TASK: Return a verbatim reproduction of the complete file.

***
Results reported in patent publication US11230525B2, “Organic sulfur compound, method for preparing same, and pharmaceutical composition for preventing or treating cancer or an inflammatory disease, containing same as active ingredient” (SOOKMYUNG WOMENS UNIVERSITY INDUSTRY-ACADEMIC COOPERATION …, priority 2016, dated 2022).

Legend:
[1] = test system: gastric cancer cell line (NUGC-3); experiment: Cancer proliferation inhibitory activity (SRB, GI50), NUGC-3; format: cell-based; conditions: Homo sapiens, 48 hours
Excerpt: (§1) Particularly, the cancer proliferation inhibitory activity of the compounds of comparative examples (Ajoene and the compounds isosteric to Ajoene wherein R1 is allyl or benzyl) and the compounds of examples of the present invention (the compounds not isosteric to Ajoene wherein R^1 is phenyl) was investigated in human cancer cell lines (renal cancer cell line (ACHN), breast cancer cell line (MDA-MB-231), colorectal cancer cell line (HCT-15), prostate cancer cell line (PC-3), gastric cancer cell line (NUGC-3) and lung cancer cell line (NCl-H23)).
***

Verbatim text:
Results reported in patent publication US11230525B2, “Organic sulfur compound, method for preparing same, and pharmaceutical composition for preventing or treating cancer or an inflammatory disease, containing same as active ingredient” (SOOKMYUNG WOMENS UNIVERSITY INDUSTRY-ACADEMIC COOPERATION …, priority 2016, dated 2022).

Legend:
[1] = test system: gastric cancer cell line (NUGC-3); experiment: Cancer proliferation inhibitory activity (SRB, GI50), NUGC-3; format: cell-based; conditions: Homo sapiens, 48 hours
Excerpt: (§1) Particularly, the cancer proliferation inhibitory activity of the compounds of comparative examples (Ajoene and the compounds isosteric to Ajoene wherein R1 is allyl or benzyl) and the compounds of examples of the present invention (the compounds not isosteric to Ajoene wherein R^1 is phenyl) was investigated in human cancer cell lines (renal cancer cell line (ACHN), breast cancer cell line (MDA-MB-231), colorectal cancer cell line (HCT-15), prostate cancer cell line (PC-3), gastric cancer cell line (NUGC-3) and lung cancer cell line (NCl-H23)).